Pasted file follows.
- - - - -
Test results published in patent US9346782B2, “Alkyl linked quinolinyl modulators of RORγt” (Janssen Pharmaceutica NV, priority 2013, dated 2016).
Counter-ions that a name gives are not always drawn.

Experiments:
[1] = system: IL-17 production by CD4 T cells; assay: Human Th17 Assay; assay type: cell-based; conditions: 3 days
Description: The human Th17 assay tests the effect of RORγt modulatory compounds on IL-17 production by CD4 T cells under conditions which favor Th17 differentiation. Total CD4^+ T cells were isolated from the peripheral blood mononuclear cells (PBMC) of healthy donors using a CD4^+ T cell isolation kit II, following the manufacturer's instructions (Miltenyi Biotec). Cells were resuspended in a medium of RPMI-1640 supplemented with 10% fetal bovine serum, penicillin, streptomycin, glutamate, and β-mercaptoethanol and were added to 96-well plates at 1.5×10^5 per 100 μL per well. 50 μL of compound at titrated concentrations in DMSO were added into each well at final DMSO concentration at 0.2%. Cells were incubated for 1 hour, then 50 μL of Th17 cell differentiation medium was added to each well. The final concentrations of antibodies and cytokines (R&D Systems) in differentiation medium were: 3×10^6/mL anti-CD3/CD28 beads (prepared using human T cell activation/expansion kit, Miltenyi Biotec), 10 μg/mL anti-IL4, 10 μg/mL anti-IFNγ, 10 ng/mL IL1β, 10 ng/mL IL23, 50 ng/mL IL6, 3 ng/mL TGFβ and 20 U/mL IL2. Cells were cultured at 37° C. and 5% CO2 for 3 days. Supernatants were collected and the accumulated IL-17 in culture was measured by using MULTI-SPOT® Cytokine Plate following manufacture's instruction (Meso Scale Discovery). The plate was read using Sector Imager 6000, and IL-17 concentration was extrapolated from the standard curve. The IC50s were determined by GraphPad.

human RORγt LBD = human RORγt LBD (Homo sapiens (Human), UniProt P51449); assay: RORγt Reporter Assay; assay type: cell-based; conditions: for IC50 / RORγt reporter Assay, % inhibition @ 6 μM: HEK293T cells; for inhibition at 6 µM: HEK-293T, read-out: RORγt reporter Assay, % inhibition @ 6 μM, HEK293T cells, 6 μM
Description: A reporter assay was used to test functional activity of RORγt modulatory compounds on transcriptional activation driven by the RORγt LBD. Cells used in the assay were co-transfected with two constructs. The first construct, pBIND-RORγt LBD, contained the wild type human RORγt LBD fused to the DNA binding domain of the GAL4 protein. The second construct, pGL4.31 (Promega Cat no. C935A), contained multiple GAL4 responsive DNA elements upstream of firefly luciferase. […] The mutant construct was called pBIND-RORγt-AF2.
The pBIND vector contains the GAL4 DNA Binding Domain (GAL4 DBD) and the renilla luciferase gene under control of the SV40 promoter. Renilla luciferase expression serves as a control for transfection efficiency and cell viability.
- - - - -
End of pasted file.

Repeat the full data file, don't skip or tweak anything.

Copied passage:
Test results published in patent US9346782B2, “Alkyl linked quinolinyl modulators of RORγt” (Janssen Pharmaceutica NV, priority 2013, dated 2016).
Counter-ions that a name gives are not always drawn.

Experiments:
[1] = system: IL-17 production by CD4 T cells; assay: Human Th17 Assay; assay type: cell-based; conditions: 3 days
Description: The human Th17 assay tests the effect of RORγt modulatory compounds on IL-17 production by CD4 T cells under conditions which favor Th17 differentiation. Total CD4^+ T cells were isolated from the peripheral blood mononuclear cells (PBMC) of healthy donors using a CD4^+ T cell isolation kit II, following the manufacturer's instructions (Miltenyi Biotec). Cells were resuspended in a medium of RPMI-1640 supplemented with 10% fetal bovine serum, penicillin, streptomycin, glutamate, and β-mercaptoethanol and were added to 96-well plates at 1.5×10^5 per 100 μL per well. 50 μL of compound at titrated concentrations in DMSO were added into each well at final DMSO concentration at 0.2%. Cells were incubated for 1 hour, then 50 μL of Th17 cell differentiation medium was added to each well. The final concentrations of antibodies and cytokines (R&D Systems) in differentiation medium were: 3×10^6/mL anti-CD3/CD28 beads (prepared using human T cell activation/expansion kit, Miltenyi Biotec), 10 μg/mL anti-IL4, 10 μg/mL anti-IFNγ, 10 ng/mL IL1β, 10 ng/mL IL23, 50 ng/mL IL6, 3 ng/mL TGFβ and 20 U/mL IL2. Cells were cultured at 37° C. and 5% CO2 for 3 days. Supernatants were collected and the accumulated IL-17 in culture was measured by using MULTI-SPOT® Cytokine Plate following manufacture's instruction (Meso Scale Discovery). The plate was read using Sector Imager 6000, and IL-17 concentration was extrapolated from the standard curve. The IC50s were determined by GraphPad.

human RORγt LBD = human RORγt LBD (Homo sapiens (Human), UniProt P51449); assay: RORγt Reporter Assay; assay type: cell-based; conditions: for IC50 / RORγt reporter Assay, % inhibition @ 6 μM: HEK293T cells; for inhibition at 6 µM: HEK-293T, read-out: RORγt reporter Assay, % inhibition @ 6 μM, HEK293T cells, 6 μM
Description: A reporter assay was used to test functional activity of RORγt modulatory compounds on transcriptional activation driven by the RORγt LBD. Cells used in the assay were co-transfected with two constructs. The first construct, pBIND-RORγt LBD, contained the wild type human RORγt LBD fused to the DNA binding domain of the GAL4 protein. The second construct, pGL4.31 (Promega Cat no. C935A), contained multiple GAL4 responsive DNA elements upstream of firefly luciferase. […] The mutant construct was called pBIND-RORγt-AF2.
The pBIND vector contains the GAL4 DNA Binding Domain (GAL4 DBD) and the renilla luciferase gene under control of the SV40 promoter. Renilla luciferase expression serves as a control for transfection efficiency and cell viability.